3. Accepted Manuscript published: May 25, 2021 (version 1)
  4. Version of Record published: June 22, 2021 (version 2)
  5. Version of Record updated: January 5, 2022 (version 3)

Copyright

© 2021, Pettmann et al.

This article is distributed under the terms of the Creative Commons Attribution License permitting unrestricted use and redistribution provided that the original author and source are credited.

Metrics

  • 7,638
    views
  • 1,151
    downloads
  • 54
    citations

Views, downloads and citations are aggregated across all versions of this paper published by eLife.

Download links

A two-part list of links to download the article, or parts of the article, in various formats.

Downloads (link to download the article as PDF)

Open citations (links to open the citations from this article in various online reference manager services)

Cite this article (links to download the citations from this article in formats compatible with various reference manager tools)

  1. Johannes Pettmann
  2. Anna Huhn
  3. Enas Abu Shah
  4. Mikhail A Kutuzov
  5. Daniel B Wilson
  6. Michael L Dustin
  7. Simon J Davis
  8. P Anton van der Merwe
  9. Omer Dushek
(2021)
The discriminatory power of the T cell receptor
eLife 10:e67092.
https://doi.org/10.7554/eLife.67092

Share this article

https://doi.org/10.7554/eLife.67092

Further reading

    1. Computational and Systems Biology
    Maksim Kleverov, Daria Zenkova ... Alexey A Sergushichev
    Research Article

    Transcriptomic profiling became a standard approach to quantify a cell state, which led to accumulation of huge amount of public gene expression datasets. However, both reuse of these datasets or analysis of newly generated ones requires significant technical expertise. Here we present Phantasus - a user-friendly web-application for interactive gene expression analysis which provides a streamlined access to more than 96000 public gene expression datasets, as well as allows analysis of user-uploaded datasets. Phantasus integrates an intuitive and highly interactive JavaScript-based heatmap interface with an ability to run sophisticated R-based analysis methods. Overall Phantasus allows users to go all the way from loading, normalizing and filtering data to doing differential gene expression and downstream analysis. Phantasus can be accessed on-line at https://alserglab.wustl.edu/phantasus or can be installed locally from Bioconductor (https://bioconductor.org/packages/phantasus). Phantasus source code is available at https://github.com/ctlab/phantasus under MIT license.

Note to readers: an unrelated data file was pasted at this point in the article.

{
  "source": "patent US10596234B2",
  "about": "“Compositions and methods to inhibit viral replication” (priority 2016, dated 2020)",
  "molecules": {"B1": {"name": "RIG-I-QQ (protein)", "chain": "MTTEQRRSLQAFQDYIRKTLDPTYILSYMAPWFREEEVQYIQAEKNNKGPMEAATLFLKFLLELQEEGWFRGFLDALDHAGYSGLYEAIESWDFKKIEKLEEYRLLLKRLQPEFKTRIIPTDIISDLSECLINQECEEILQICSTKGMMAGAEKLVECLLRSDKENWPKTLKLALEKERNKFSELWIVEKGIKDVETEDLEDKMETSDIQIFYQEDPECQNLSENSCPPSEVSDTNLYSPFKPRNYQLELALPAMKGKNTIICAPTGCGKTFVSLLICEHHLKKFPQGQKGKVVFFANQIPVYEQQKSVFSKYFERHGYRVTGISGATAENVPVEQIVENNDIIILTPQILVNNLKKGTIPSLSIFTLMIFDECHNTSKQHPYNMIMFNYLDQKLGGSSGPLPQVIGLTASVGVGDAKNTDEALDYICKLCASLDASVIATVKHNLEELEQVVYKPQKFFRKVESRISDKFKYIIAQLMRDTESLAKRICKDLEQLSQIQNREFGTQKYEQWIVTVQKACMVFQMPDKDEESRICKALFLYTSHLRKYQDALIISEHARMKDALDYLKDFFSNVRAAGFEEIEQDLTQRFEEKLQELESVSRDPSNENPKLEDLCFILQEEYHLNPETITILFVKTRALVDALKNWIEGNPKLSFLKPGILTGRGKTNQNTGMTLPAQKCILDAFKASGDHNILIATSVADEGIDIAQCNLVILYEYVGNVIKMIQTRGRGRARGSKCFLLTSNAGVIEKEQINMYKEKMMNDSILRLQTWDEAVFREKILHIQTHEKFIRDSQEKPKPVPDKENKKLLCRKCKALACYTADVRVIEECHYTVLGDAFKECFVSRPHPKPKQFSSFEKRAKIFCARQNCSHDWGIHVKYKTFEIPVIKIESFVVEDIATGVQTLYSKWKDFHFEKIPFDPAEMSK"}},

1. Computational and Systems Biology
    2. Evolutionary Biology
    Ryan T Bell, Harutyun Sahakyan ... Eugene V Koonin
    Research Article

    A comprehensive census of McrBC systems, among the most common forms of prokaryotic Type IV restriction systems, followed by phylogenetic analysis, reveals their enormous abundance in diverse prokaryotes and a plethora of genomic associations. We focus on a previously uncharacterized branch, which we denote coiled-coil nuclease tandems (CoCoNuTs) for their salient features: the presence of extensive coiled-coil structures and tandem nucleases. The CoCoNuTs alone show extraordinary variety, with three distinct types and multiple subtypes. All CoCoNuTs contain domains predicted to interact with translation system components, such as OB-folds resembling the SmpB protein that binds bacterial transfer-messenger RNA (tmRNA), YTH-like domains that might recognize methylated tmRNA, tRNA, or rRNA, and RNA-binding Hsp70 chaperone homologs, along with RNases, such as HEPN domains, all suggesting that the CoCoNuTs target RNA. Many CoCoNuTs might additionally target DNA, via McrC nuclease homologs. Additional restriction systems, such as Type I RM, BREX, and Druantia Type III, are frequently encoded in the same predicted superoperons. In many of these superoperons, CoCoNuTs are likely regulated by cyclic nucleotides, possibly, RNA fragments with cyclic termini, that bind associated CARF (CRISPR-Associated Rossmann Fold) domains. We hypothesize that the CoCoNuTs, together with the ancillary restriction factors, employ an echeloned defense strategy analogous to that of Type III CRISPR-Cas systems, in which an immune response eliminating virus DNA and/or RNA is launched first, but then, if it fails, an abortive infection response leading to PCD/dormancy via host RNA cleavage takes over.